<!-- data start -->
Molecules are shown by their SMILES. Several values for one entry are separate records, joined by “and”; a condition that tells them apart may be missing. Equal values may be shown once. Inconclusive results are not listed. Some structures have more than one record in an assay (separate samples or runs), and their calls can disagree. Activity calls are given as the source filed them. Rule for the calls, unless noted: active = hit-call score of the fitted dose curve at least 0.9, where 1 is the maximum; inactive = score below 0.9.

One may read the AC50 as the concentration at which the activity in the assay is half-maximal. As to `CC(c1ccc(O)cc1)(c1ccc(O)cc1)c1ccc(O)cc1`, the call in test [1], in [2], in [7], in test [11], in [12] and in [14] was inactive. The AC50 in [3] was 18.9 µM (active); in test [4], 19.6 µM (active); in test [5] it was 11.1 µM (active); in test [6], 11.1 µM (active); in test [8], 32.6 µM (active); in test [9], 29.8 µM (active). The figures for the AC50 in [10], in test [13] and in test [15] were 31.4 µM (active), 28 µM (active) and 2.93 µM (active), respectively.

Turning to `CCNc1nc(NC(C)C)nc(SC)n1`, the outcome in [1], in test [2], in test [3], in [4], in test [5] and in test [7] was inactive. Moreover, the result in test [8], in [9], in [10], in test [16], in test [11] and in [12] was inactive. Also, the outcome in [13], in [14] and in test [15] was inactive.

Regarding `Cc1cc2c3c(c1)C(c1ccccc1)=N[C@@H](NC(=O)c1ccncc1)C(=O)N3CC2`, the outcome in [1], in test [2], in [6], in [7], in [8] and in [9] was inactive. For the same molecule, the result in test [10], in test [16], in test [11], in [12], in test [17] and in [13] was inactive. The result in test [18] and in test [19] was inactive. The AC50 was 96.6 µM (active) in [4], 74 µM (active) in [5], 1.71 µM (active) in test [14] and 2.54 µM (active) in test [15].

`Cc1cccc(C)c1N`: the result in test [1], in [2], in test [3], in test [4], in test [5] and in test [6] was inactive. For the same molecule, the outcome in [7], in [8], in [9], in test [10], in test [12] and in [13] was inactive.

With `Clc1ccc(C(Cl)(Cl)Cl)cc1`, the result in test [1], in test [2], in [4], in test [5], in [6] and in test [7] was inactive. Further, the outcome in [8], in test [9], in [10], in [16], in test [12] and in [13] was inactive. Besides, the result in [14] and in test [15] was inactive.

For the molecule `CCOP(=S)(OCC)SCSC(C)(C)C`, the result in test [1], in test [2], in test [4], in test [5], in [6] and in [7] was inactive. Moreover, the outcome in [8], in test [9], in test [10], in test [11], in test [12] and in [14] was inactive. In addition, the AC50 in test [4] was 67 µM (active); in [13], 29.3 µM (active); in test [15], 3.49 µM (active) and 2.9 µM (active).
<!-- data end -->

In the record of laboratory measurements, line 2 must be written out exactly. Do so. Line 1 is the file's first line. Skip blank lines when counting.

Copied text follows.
One may read the AC50 as the concentration at which the activity in the assay is half-maximal. As to `CC(c1ccc(O)cc1)(c1ccc(O)cc1)c1ccc(O)cc1`, the call in test [1], in [2], in [7], in test [11], in [12] and in [14] was inactive. The AC50 in [3] was 18.9 µM (active); in test [4], 19.6 µM (active); in test [5] it was 11.1 µM (active); in test [6], 11.1 µM (active); in test [8], 32.6 µM (active); in test [9], 29.8 µM (active). The figures for the AC50 in [10], in test [13] and in test [15] were 31.4 µM (active), 28 µM (active) and 2.93 µM (active), respectively.